In this video newsletter, we share the story of Solstice, a commercial cannabis producer founded in 2011 and based in the state of Washington. Vice president and co-founder Alex Cooley has infused his business model and practices with values that elevate the conversation around environmental sustainability and corporate responsibility in the cannabis industry.
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The Life of a Cannabis Grower – 10 years from the first plant
When asked to write for the NCIA blog, I first thought I’m not sure if anyone really wants to read my ramblings via an open blog format. So I thought about where most of my cannabis conversations start and end. More often than not, I am asked how I started out, what it has been like, and where I think the industry, Solstice, and myself are headed. Recently I celebrated 10 years cultivating the cannabis plant and I figured this format is as good as any to rehash (pun intended) the last decade of my life.
In 2006 at the ripe age of 21, I took my first step into the cannabis cultivation world for two reasons; an act of civil disobedience, and so that my friends and I could have the best cannabis around. I was given a few seeds and a light from a close friend and in a rather paranoid fashion I began my journey in a small closet in my one-bedroom apartment in Seattle. I read everything I could get my hands on and constantly experimented with the plant. Faster than I had imagined, I was through several harvests and quickly converting my bedroom into a grow room. As the size of my grow increased, so grew my paranoia and I determined I could no longer risk my future by illegally growing cannabis.
Within days of deciding to stop growing I was introduced to the realities of medical cannabis and that I could cultivate legally with a doctor’s recommendation. Receiving my first recommendation was a massive catalyst of learning and consciousness. As a person who dealt with chronic pain for most of his life and as a respite care provider, my world was forever improved. I realized that I personally could massively benefit from the medical values of the plant and as a care provider I could help to provide these values to others. Upon that realization I jumped head first into the pool and rented my first grow house.
All the while I was growing medical cannabis for others and myself, I never planned on doing it forever. During this time I was going to college to obtain degrees in education and I never saw “Elementary Teacher’s Marijuana Grow House Discovered by Seattle Police Department” as being a good headline or one that would help me further my career as an educator. It was planned that I would stop growing at the scale I was when I finished college, but it turned out that the universe had different plans for me. My world changed forever when Seattle Public Schools went on a hiring freeze and I was told it would be years before I could get a job in Seattle.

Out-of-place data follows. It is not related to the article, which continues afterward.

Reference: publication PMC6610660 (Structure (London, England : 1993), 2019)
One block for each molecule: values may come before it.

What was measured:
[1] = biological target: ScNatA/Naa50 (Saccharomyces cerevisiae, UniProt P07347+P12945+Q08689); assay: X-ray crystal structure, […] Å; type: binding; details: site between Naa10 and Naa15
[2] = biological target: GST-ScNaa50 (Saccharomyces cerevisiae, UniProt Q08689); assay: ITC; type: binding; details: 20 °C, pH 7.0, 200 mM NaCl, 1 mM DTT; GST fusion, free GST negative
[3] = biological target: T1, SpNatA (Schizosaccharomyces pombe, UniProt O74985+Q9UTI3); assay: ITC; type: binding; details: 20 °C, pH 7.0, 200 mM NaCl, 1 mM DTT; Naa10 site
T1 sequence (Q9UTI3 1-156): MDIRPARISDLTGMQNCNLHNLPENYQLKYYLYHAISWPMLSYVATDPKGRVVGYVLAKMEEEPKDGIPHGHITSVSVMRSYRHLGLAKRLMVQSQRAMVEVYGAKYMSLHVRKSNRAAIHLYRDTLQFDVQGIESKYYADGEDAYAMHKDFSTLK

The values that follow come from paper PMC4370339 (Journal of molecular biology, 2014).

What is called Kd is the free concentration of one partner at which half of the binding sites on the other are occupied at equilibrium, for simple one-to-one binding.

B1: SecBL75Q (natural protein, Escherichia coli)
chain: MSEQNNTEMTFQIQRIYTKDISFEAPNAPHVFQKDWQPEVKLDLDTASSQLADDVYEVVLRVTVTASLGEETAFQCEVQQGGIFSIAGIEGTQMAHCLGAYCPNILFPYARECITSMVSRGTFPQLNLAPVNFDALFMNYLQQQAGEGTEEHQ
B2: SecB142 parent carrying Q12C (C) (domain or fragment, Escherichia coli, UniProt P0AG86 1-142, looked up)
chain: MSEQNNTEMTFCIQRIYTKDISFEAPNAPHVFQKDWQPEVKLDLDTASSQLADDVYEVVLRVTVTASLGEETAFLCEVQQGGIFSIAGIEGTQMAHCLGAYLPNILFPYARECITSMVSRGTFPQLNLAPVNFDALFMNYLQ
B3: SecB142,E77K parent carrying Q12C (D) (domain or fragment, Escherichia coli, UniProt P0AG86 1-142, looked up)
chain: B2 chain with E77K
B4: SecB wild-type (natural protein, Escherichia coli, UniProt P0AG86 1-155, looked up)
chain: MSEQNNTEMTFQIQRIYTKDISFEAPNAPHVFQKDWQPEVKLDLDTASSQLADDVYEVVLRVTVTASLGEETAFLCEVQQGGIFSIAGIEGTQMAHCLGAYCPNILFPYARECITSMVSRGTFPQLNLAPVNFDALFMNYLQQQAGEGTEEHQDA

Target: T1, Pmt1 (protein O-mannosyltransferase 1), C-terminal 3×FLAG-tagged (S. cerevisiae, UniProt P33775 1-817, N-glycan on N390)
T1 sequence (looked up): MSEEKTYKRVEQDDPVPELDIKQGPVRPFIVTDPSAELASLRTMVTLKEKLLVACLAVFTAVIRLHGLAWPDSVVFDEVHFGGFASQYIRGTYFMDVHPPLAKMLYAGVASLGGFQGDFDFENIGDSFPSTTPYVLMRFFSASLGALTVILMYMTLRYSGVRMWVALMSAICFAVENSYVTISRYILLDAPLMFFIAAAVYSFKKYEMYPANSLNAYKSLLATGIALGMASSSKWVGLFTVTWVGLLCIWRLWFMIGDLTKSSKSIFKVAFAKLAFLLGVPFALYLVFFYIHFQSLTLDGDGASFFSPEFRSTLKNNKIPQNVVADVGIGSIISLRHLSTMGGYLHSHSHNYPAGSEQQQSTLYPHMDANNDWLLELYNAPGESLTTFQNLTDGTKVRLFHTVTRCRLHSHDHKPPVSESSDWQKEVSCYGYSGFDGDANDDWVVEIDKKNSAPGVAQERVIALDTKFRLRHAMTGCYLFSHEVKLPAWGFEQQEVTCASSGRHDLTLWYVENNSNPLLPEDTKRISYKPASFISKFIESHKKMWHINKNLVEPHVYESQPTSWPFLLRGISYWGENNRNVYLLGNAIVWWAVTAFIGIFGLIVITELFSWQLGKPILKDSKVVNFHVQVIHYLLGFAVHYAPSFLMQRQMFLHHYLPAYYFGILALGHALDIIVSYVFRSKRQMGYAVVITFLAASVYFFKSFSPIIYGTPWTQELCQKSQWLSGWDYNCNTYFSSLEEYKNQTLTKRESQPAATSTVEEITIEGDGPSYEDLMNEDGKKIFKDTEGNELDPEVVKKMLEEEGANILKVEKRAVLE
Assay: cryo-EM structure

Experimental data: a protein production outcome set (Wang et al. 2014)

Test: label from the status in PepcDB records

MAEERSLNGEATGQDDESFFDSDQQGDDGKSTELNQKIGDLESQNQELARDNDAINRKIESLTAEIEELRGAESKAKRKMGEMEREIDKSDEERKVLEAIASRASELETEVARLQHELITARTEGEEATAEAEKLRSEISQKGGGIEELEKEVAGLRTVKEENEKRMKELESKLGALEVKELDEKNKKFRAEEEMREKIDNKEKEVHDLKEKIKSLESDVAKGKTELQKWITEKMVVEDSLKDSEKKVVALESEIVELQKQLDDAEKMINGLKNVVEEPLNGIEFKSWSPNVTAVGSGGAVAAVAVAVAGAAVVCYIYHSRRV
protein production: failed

At that point I was lost and if it were not for a good friend, Trek Hollnagel, who I had taught to grow, opened my eyes to the reality of a career in the new world of the cannabis industry. To say the least in those early days we had little to no clue what we were doing. We went from moving to California, to deciding to “revolutionize” medical cannabis in Washington by starting four companies from dispensaries to merchant services. Of course we attempted to do all of these at once. After a few years of being pulled in 1,000 directions I decided to bow out and begin a new adventure. It was then in early 2011 I founded Solstice with Will Denman and hoped to only be pulled in 100 directions by focusing on cultivation.
Will and I started Solstice with the goal of helping to legitimize and normalize medical cannabis by being a public cannabis cultivator that was transparent about what we did and why, with everyone from law enforcement to patients. Simply put, we wanted to take the plant from what marijuana was to what cannabis can be. This was a rather crazy concept at that point in Washington’s history, but we took Steve DeAngelo’s charge of “out of the shadows and into the light” to heart. When the first Times article came out about how we were building the state’s first fully permitted cultivation facility, my paranoia was elevated to say the least.
Fortunately, instead of being cast out of society and thrown in prison we were embraced and celebrated. This gave us a platform to further our goal of helping to legitimize/normalize and we were welcomed in by legislators and regulators to craft what the world of regulated cannabis was going to look like. It was then that we successfully helped to write and pass our first ordinance for cannabis at the city level. From there under the Solstice flag we have helped to craft countless pieces of legislation and regulation from the neighborhood micro level in the SoDo District to the international stage at the United Nations and everything in between. Though we spend a lot of our time working on policy (I’m currently on a plane to DC to lobby Congress with NCIA!) we actually grow a good amount of cannabis.
At Solstice we have done so much with the plant and a have stellar team that has grown the business beyond my wildest dreams. It’s crazy, we’ve gone from starting the company in the downstairs of my house to building multiple state of the art facilities and working with sun-grown partner farms with canopy exceeding acres and acres of cultivation in both the medical and adult uses systems. We are also very proud to have the distinction of being the first cannabis brand in the first fully legal state. Along the way, we have grown cannabis that has won countless awards, stopped children from having seizures, at a high point employing 75 people, and had a lot of fun along the way.